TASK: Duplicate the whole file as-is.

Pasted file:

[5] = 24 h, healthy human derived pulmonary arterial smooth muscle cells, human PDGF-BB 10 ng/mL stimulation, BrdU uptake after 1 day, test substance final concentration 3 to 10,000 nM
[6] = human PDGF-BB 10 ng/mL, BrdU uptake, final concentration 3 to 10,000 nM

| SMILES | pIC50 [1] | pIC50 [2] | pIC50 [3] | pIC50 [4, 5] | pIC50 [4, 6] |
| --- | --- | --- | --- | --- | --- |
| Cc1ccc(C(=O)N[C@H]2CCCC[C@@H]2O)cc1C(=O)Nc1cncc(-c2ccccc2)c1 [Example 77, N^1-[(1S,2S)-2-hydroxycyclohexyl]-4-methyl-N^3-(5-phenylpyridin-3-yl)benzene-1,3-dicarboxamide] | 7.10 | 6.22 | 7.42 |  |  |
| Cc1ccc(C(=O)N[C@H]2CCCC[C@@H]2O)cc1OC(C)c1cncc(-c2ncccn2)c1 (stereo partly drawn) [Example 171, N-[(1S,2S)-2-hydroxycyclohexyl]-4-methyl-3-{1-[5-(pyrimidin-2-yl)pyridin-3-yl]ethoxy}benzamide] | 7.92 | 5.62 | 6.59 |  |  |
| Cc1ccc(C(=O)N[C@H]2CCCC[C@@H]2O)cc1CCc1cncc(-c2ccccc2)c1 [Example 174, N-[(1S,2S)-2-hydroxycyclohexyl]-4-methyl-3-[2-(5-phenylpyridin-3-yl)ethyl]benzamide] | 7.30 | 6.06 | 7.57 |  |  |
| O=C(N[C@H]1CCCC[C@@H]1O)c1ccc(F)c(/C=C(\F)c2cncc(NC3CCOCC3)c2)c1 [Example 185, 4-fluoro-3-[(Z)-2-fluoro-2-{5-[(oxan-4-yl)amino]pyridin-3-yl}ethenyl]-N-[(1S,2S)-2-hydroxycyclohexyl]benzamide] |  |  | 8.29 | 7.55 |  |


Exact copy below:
[5] = 24 h, healthy human derived pulmonary arterial smooth muscle cells, human PDGF-BB 10 ng/mL stimulation, BrdU uptake after 1 day, test substance final concentration 3 to 10,000 nM
[6] = human PDGF-BB 10 ng/mL, BrdU uptake, final concentration 3 to 10,000 nM

| SMILES | pIC50 [1] | pIC50 [2] | pIC50 [3] | pIC50 [4, 5] | pIC50 [4, 6] |
| --- | --- | --- | --- | --- | --- |
| Cc1ccc(C(=O)N[C@H]2CCCC[C@@H]2O)cc1C(=O)Nc1cncc(-c2ccccc2)c1 [Example 77, N^1-[(1S,2S)-2-hydroxycyclohexyl]-4-methyl-N^3-(5-phenylpyridin-3-yl)benzene-1,3-dicarboxamide] | 7.10 | 6.22 | 7.42 |  |  |
| Cc1ccc(C(=O)N[C@H]2CCCC[C@@H]2O)cc1OC(C)c1cncc(-c2ncccn2)c1 (stereo partly drawn) [Example 171, N-[(1S,2S)-2-hydroxycyclohexyl]-4-methyl-3-{1-[5-(pyrimidin-2-yl)pyridin-3-yl]ethoxy}benzamide] | 7.92 | 5.62 | 6.59 |  |  |
| Cc1ccc(C(=O)N[C@H]2CCCC[C@@H]2O)cc1CCc1cncc(-c2ccccc2)c1 [Example 174, N-[(1S,2S)-2-hydroxycyclohexyl]-4-methyl-3-[2-(5-phenylpyridin-3-yl)ethyl]benzamide] | 7.30 | 6.06 | 7.57 |  |  |
| O=C(N[C@H]1CCCC[C@@H]1O)c1ccc(F)c(/C=C(\F)c2cncc(NC3CCOCC3)c2)c1 [Example 185, 4-fluoro-3-[(Z)-2-fluoro-2-{5-[(oxan-4-yl)amino]pyridin-3-yl}ethenyl]-N-[(1S,2S)-2-hydroxycyclohexyl]benzamide] |  |  | 8.29 | 7.55 |  |